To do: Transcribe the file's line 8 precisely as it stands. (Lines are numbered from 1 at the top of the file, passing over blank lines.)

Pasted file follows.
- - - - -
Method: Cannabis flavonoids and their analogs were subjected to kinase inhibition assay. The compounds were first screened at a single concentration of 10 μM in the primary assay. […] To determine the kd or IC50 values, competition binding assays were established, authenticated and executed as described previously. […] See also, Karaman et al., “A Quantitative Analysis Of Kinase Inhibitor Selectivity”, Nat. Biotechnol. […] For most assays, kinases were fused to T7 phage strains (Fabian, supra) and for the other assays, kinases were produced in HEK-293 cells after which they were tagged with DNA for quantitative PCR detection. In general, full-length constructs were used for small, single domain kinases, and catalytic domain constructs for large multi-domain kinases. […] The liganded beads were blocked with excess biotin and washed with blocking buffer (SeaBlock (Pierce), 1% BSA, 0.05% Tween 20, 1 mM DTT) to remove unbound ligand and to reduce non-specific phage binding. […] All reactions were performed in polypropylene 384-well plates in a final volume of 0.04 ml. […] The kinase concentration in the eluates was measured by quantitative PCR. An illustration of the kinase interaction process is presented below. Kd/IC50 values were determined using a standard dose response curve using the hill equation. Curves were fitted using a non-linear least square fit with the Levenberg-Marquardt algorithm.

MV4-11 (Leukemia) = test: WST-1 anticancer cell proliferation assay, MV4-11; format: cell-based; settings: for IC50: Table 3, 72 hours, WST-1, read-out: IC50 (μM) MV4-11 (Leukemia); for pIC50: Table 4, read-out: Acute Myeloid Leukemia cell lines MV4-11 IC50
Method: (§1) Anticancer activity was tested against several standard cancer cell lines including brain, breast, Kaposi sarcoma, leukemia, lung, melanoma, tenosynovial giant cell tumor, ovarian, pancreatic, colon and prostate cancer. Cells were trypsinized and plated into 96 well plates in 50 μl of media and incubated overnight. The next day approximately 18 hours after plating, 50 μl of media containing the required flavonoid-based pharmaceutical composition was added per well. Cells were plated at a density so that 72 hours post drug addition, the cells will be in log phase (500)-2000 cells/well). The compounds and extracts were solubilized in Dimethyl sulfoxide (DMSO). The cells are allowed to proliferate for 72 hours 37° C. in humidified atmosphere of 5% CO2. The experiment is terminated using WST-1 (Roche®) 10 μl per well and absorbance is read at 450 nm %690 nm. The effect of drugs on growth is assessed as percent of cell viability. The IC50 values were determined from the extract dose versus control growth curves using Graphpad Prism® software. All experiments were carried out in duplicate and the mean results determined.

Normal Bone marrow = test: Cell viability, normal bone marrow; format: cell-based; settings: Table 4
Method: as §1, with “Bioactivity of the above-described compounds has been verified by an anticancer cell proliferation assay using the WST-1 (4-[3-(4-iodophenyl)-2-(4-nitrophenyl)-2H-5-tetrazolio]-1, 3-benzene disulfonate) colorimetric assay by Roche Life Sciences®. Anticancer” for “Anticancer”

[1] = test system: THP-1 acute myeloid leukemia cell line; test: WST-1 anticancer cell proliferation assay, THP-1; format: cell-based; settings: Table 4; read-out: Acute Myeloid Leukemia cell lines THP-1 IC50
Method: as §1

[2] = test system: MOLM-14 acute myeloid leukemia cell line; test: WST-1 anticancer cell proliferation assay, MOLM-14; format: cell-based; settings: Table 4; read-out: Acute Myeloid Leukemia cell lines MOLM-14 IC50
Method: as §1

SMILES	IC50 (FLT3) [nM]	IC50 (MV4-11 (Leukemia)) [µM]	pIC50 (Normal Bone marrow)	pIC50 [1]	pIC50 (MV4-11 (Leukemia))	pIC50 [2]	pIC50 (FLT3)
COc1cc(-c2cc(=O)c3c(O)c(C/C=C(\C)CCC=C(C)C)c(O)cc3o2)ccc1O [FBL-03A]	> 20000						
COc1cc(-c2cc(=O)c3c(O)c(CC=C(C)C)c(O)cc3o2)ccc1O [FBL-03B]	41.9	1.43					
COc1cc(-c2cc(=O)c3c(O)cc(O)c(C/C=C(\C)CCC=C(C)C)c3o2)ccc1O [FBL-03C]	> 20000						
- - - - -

[2] = test system: MOLM-14 acute myeloid leukemia cell line; test: WST-1 anticancer cell proliferation assay, MOLM-14; format: cell-based; settings: Table 4; read-out: Acute Myeloid Leukemia cell lines MOLM-14 IC50